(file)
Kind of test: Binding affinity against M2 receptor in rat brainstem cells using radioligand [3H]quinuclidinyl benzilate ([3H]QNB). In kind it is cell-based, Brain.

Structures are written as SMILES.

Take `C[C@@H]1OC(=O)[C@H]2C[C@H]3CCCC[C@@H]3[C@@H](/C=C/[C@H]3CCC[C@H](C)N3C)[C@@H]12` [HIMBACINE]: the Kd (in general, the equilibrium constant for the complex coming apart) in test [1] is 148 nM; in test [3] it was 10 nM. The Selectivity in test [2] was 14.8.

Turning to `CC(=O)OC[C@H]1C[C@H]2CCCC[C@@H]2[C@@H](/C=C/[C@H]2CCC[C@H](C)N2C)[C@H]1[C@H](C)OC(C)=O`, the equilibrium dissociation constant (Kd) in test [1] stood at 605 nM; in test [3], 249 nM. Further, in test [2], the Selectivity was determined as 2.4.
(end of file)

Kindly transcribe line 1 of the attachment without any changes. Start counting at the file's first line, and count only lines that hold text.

Kind of test: Binding affinity against M2 receptor in rat brainstem cells using radioligand [3H]quinuclidinyl benzilate ([3H]QNB). In kind it is cell-based, Brain.